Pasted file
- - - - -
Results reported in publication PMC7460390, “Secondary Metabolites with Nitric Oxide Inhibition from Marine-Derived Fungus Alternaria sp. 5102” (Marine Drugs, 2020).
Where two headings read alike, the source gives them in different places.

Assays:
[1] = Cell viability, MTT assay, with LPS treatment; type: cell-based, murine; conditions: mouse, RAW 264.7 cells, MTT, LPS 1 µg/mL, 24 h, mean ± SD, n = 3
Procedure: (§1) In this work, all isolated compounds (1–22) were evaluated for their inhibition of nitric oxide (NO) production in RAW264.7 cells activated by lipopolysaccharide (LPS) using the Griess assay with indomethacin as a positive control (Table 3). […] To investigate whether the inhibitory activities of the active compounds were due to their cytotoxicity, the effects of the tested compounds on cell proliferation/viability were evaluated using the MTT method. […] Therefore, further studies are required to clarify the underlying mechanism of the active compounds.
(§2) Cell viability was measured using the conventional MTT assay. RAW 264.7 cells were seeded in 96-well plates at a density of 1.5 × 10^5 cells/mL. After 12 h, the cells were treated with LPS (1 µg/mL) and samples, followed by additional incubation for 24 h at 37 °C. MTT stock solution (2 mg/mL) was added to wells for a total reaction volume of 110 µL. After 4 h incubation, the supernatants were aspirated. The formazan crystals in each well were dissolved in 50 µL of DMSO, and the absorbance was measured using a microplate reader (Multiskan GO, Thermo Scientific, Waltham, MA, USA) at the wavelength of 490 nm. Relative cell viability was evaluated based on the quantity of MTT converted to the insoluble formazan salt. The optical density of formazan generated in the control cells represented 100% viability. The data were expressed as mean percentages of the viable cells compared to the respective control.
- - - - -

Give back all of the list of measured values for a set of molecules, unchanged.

Results reported in publication PMC7460390, “Secondary Metabolites with Nitric Oxide Inhibition from Marine-Derived Fungus Alternaria sp. 5102” (Marine Drugs, 2020).
Where two headings read alike, the source gives them in different places.

Assays:
[1] = Cell viability, MTT assay, with LPS treatment; type: cell-based, murine; conditions: mouse, RAW 264.7 cells, MTT, LPS 1 µg/mL, 24 h, mean ± SD, n = 3
Procedure: (§1) In this work, all isolated compounds (1–22) were evaluated for their inhibition of nitric oxide (NO) production in RAW264.7 cells activated by lipopolysaccharide (LPS) using the Griess assay with indomethacin as a positive control (Table 3). […] To investigate whether the inhibitory activities of the active compounds were due to their cytotoxicity, the effects of the tested compounds on cell proliferation/viability were evaluated using the MTT method. […] Therefore, further studies are required to clarify the underlying mechanism of the active compounds.
(§2) Cell viability was measured using the conventional MTT assay. RAW 264.7 cells were seeded in 96-well plates at a density of 1.5 × 10^5 cells/mL. After 12 h, the cells were treated with LPS (1 µg/mL) and samples, followed by additional incubation for 24 h at 37 °C. MTT stock solution (2 mg/mL) was added to wells for a total reaction volume of 110 µL. After 4 h incubation, the supernatants were aspirated. The formazan crystals in each well were dissolved in 50 µL of DMSO, and the absorbance was measured using a microplate reader (Multiskan GO, Thermo Scientific, Waltham, MA, USA) at the wavelength of 490 nm. Relative cell viability was evaluated based on the quantity of MTT converted to the insoluble formazan salt. The optical density of formazan generated in the control cells represented 100% viability. The data were expressed as mean percentages of the viable cells compared to the respective control.